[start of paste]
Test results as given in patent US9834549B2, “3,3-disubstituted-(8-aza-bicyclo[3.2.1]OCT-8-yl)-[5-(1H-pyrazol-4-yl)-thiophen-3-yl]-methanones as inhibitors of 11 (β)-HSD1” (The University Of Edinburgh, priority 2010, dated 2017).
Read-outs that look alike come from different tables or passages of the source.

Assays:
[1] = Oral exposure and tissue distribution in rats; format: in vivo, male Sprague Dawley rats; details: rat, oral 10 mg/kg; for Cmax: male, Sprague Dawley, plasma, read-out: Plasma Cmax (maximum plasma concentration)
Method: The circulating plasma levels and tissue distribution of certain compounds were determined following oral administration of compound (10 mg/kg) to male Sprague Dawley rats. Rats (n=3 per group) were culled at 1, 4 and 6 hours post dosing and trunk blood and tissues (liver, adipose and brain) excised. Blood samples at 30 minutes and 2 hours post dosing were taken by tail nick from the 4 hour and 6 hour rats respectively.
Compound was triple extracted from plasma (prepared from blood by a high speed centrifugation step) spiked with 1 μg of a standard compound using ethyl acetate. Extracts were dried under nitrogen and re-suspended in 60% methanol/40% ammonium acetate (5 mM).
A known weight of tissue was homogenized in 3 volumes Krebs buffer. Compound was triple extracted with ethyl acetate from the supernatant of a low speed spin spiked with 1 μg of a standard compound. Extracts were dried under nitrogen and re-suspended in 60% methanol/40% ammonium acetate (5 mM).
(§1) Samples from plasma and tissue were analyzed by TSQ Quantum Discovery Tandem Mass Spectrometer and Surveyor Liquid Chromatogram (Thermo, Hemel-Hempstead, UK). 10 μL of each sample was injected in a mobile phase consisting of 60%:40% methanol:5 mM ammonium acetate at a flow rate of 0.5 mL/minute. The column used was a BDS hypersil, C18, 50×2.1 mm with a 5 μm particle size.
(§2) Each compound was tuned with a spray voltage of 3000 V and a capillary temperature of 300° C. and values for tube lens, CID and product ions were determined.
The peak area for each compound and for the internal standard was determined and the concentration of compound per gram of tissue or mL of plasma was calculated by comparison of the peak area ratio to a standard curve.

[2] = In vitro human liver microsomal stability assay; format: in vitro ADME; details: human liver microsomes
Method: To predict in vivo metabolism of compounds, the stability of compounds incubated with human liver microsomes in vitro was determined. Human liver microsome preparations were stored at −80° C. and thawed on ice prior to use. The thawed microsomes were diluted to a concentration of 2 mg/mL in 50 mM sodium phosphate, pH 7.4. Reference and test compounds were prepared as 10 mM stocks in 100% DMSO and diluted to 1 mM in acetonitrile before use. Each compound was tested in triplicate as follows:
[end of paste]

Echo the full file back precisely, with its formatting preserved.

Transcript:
Test results as given in patent US9834549B2, “3,3-disubstituted-(8-aza-bicyclo[3.2.1]OCT-8-yl)-[5-(1H-pyrazol-4-yl)-thiophen-3-yl]-methanones as inhibitors of 11 (β)-HSD1” (The University Of Edinburgh, priority 2010, dated 2017).
Read-outs that look alike come from different tables or passages of the source.

Assays:
[1] = Oral exposure and tissue distribution in rats; format: in vivo, male Sprague Dawley rats; details: rat, oral 10 mg/kg; for Cmax: male, Sprague Dawley, plasma, read-out: Plasma Cmax (maximum plasma concentration)
Method: The circulating plasma levels and tissue distribution of certain compounds were determined following oral administration of compound (10 mg/kg) to male Sprague Dawley rats. Rats (n=3 per group) were culled at 1, 4 and 6 hours post dosing and trunk blood and tissues (liver, adipose and brain) excised. Blood samples at 30 minutes and 2 hours post dosing were taken by tail nick from the 4 hour and 6 hour rats respectively.
Compound was triple extracted from plasma (prepared from blood by a high speed centrifugation step) spiked with 1 μg of a standard compound using ethyl acetate. Extracts were dried under nitrogen and re-suspended in 60% methanol/40% ammonium acetate (5 mM).
A known weight of tissue was homogenized in 3 volumes Krebs buffer. Compound was triple extracted with ethyl acetate from the supernatant of a low speed spin spiked with 1 μg of a standard compound. Extracts were dried under nitrogen and re-suspended in 60% methanol/40% ammonium acetate (5 mM).
(§1) Samples from plasma and tissue were analyzed by TSQ Quantum Discovery Tandem Mass Spectrometer and Surveyor Liquid Chromatogram (Thermo, Hemel-Hempstead, UK). 10 μL of each sample was injected in a mobile phase consisting of 60%:40% methanol:5 mM ammonium acetate at a flow rate of 0.5 mL/minute. The column used was a BDS hypersil, C18, 50×2.1 mm with a 5 μm particle size.
(§2) Each compound was tuned with a spray voltage of 3000 V and a capillary temperature of 300° C. and values for tube lens, CID and product ions were determined.
The peak area for each compound and for the internal standard was determined and the concentration of compound per gram of tissue or mL of plasma was calculated by comparison of the peak area ratio to a standard curve.

[2] = In vitro human liver microsomal stability assay; format: in vitro ADME; details: human liver microsomes
Method: To predict in vivo metabolism of compounds, the stability of compounds incubated with human liver microsomes in vitro was determined. Human liver microsome preparations were stored at −80° C. and thawed on ice prior to use. The thawed microsomes were diluted to a concentration of 2 mg/mL in 50 mM sodium phosphate, pH 7.4. Reference and test compounds were prepared as 10 mM stocks in 100% DMSO and diluted to 1 mM in acetonitrile before use. Each compound was tested in triplicate as follows: